There's also a sense that the activity leading up to the Games will help sustain China's robust economic growth. In addition to the flurry of construction and investment, BOCOG's $2-billion operating budget is expected to be covered and then some by a fully subscribed marketing program, with multinationals like Coke, General Electric and McDonalds having paid as much as $175-million to be Olympic sponsors for the next four years, a 30-per-cent increase over the past Olympic cycle.
But athletics are still at the centre of the Games, and in China, as elsewhere in the world of sports, everyone loves a winner.
In 2000, at the Games it had hoped to host, China served notice that it was an athletic powerhouse in the making. It left Sydney with 28 golds, third overall and its best result since re-entering Olympic competition in 1984 after 36 years on the sidelines. Athens was enough of an improvement on Sydney that China can legitimately dream of winning the 40 or so gold medals it would take to come out on top in Beijing.
That's where athletes like Xue Jan come in. At 18, she is China's most promising female javelin thrower, and typical of her country's hopes: Women accounted for 38 of China's 63 medals in Athens, reflecting an official strategy to use women's sports - often under-funded and overlooked by other nations - to help the country work its way up the medal count.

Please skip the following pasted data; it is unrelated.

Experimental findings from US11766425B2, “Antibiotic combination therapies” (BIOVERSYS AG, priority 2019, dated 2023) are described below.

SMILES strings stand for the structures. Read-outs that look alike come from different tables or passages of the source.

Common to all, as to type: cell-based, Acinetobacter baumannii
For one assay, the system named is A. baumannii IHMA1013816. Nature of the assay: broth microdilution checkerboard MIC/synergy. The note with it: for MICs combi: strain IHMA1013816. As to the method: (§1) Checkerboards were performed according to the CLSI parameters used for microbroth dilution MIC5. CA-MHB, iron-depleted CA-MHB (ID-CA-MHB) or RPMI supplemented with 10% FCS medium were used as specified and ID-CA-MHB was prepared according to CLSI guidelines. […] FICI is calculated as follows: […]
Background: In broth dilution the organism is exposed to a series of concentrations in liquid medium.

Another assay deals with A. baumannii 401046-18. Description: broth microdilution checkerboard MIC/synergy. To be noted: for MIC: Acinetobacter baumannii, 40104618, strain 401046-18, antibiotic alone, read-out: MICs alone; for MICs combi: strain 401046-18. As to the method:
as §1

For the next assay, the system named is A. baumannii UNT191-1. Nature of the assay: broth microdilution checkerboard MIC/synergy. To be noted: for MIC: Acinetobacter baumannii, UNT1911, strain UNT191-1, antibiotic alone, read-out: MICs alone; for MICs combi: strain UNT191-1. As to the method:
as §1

China has used the same discerning eye to identify sports that aren't as competitive in general and ramp up in those too, That explains why it was able to take home medals in canoe-kayak and track cycling from Athens, even though it has little background in either event.
Like many of her peers, Xue has been training nearly full-time since she was eight. She was identified as having potential (tall, strong and the niece of an athlete) as a primary-school student, and left home to enroll in Nantong Sports School in Jiangsu province, south of Beijing.
If that was a sacrifice, she says she was glad to have made it. "I liked it in the dormitory of the school because I didn't want the control of my parents. I liked the freedom, I liked to control myself."
Her trip to Athens wasn't particularly fruitful - a back injury kept her from reaching the final - but she says the opportunity to have experienced the biggest sporting event in the world can only help. It has to, she points out, because four years from now, finishing out of the medals won't be so easily brushed off. "There is pressure," she says. "I do feel pressure because my coach has given me [a target] for 2008 and that's to be No. 1, 2 or 3 in the world. Gold is the goal, but silver or bronze is the minimum."